Move over tooth fairy…make way for THE mouse!

My son’s fifth baby tooth fell out this week. He carefully placed it in a small box under his pillow overnight in anticipation of a monetary exchange by morning (1€ is the going rate in our household). As most of us Anglo-Saxons know, the ‘person’ responsible for this exchange is, of course, the Tooth Fairy. However, in France, the task is carried out by a ‘Petite Souris’ (Little mouse)

It made me think about some of the other differences in traditions here in France in the month of April.

First of all there is a saying ‘En avril ne te decouvre pas d’un fil’ (‘In April don’t take off one thread’ meaning that despite the sunny weather, one should keep the cardigan). This is generally wise advice in my experience.

Then Easter chocolate season begins weeks before the actual date (there’s no difference there with Australia!). Chocolate shops (of which there are numerous in every town and city) are full of high-quality shiny chocolate rabbits, chickens, ducks, bunnies, but especially fish and bells. Yes, fish and bells!


What’s with the fish?

April 1st involves some little pranks – especially sticking paper fish on the backs of unsuspecting people – and is known as ‘poisson d’avril’ (‘April fish’). I presume that the chocolate shops use this day as an excuse to make chocolate fish throughout the whole month of April. Very small fish, often called ‘friture’, are very popular and are made with 70% dark, milk, or orange flavored chocolate. The quality of the chocolate here is really very good compared with the Cadbury-style chocolate of my youth.cadbury egg


And the bells?

Easter Bunny (just like the tooth fairy) doesn’t exist in France. Bells with wings are responsible for leaving chocolate eggs in the garden to be found on Easter Sunday. The Catholic tradition dictates that Church bells do not ring between Good Friday and Easter Sunday, to commemorate the death of Christ and his resurrection. The oral tradition says that the bells fly to Rome during this time to be blessed by the Pope, and then return from this trip loaded with chocolate.

Finally, even though the French have plenty of public holidays to mark Christian religious events, Good Friday is not one of them. The children, however, are on school vacation again (The ‘vacances de printemps’ = spring holiday). I was curious to find out whether my kids were spending more days in the year away from school than in it. Here is what I found: The average Australian child spends 200 days a year at school, the average European 186 and the average French child….(drum roll) ….144 days. Ah voila!


Back from Guilin

Guilin is a 2-hour flight south-west of Shanghai. We decided to spend the long week-end there – for the national Tomb Sweeping (Qingming) holiday of China which coincided with Easter this year.  We didn’t actually stay right in Guilin but in Yangshuo which is about a one hour drive south of Guilin.

DSC_0480We arrived at our little country hotel in the night and when my daughter stepped out onto the balcony the next morning and exclaimed ‘The air is touching me like silk’ we knew we were going to have a nice time away from the hustle and bustle of Shanghai……..

But with a population of 1 372 583 323 – and counting – beautiful locations in China can get a little busy (especially on a long weekend) and the rapid ‘progress’ often leaves me wondering how much more beautiful many of these sites would have been a mere 30 years ago.



Fuli Bridge

With a little effort we were able to escape the crowds (especially along Lijiang River) and endless construction sites. On one of the days we rode bikes for 4 hours to visit Fuli Bridge which was built over 1000 years ago. At one point we had to take a bamboo raft across the river and were relieved to get to the other side as we saw a few bikes needing to be fished out of the water.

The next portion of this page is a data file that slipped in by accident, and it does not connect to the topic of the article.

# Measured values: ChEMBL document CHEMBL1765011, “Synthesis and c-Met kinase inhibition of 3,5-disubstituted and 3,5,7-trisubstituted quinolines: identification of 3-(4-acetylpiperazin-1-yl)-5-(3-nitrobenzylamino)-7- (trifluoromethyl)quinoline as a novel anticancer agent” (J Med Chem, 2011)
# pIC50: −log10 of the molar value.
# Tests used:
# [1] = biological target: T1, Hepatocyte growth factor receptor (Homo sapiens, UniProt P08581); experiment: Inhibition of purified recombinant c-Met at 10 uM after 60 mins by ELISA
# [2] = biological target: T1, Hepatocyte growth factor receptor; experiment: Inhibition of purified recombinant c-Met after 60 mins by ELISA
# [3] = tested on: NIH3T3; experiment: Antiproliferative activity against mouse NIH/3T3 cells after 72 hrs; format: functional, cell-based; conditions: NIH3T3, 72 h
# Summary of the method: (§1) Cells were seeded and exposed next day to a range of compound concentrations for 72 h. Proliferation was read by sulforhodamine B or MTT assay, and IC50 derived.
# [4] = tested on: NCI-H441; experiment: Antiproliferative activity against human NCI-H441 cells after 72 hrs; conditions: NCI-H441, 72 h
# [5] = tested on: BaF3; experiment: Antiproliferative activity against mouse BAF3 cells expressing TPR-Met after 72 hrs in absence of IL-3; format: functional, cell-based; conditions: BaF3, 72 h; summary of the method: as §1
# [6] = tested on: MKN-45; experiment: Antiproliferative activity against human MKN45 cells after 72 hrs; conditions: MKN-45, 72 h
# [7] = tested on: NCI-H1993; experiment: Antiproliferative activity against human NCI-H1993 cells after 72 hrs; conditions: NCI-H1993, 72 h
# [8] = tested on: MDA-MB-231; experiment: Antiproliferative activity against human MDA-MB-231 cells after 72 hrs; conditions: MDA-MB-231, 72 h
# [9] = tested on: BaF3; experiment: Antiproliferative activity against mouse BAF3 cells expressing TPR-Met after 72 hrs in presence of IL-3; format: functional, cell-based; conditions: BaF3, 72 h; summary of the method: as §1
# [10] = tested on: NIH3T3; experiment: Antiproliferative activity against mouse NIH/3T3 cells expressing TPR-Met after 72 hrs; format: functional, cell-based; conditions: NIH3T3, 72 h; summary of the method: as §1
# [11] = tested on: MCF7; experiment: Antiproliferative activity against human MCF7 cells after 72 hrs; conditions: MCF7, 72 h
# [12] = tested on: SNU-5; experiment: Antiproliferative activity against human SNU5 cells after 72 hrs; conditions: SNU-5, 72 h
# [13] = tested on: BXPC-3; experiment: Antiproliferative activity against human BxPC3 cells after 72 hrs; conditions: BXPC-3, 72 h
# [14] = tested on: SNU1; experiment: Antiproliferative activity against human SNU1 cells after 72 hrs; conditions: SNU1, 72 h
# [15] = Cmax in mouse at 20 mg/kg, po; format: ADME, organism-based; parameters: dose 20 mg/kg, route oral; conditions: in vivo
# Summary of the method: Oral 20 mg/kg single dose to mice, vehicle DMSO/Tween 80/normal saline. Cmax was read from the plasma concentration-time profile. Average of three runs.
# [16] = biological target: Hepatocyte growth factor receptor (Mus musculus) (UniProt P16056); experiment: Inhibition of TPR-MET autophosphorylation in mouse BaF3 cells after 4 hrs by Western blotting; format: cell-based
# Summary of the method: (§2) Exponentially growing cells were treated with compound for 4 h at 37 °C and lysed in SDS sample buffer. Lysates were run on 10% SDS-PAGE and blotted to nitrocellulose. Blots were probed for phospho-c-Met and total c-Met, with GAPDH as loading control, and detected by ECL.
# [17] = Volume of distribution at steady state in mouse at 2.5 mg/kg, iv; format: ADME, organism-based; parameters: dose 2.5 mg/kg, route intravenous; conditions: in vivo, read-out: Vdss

A family of water buffalo crossing the river

Another day we took a pretty strenuous (especially for 5-year-old legs) hike in the mountains and actually saw people sweeping tombs: The Qingming Festival is an opportunity for people to remember and honour their ancestors at grave sites. Young and old pray before the ancestors, sweep the tombs, offer food and……let off a whole bunch of ear-bursting fire crackers.








It was interesting to witness the tradition, but we could have done without the firecrackers whose sound resonated in the mountains and was much less enjoyable than the magnificent bird song.


These tombs were dotted all over the countryside


The ground littered with firecracker remnants.


A rare and beautiful sight, a traditional building.












In the countryside some traditions remain such as posting pictures of warriors on the front door to protect the home.


Citrus trees were everywhere in the valleys  and the scent of orange blossom filled the air.




The local kumquats were the most delicious I’ve ever tasted in my life.


Bitter melon (balsam pears) stuffed with pork. The fish in the region were particularly delicious especially the famous ‘beer fish’ (which I ate before I had a chance to take a photo)










As with practically all Chinese domestic airline travel, our flights were delayed. The usual reason was offered ‘air traffic congestion’ which is not surprising when only 20% of air space is open to civil aviation and so instead of pilots adjusting their flight paths to avoid bad weather/turbulence, they simply remain on the tarmac whilst passengers eat instant noodles in the waiting area and the flight delays get longer and longer.

Our children were lucky to have an Easter egg hunt at all on the Monday morning because the usual shops for western goods (Marks and Spencer, Carrefour, on-line grocery store, local bakeries) had all sold-out of chocolate eggs and I had quite a hunt myself in order to find some.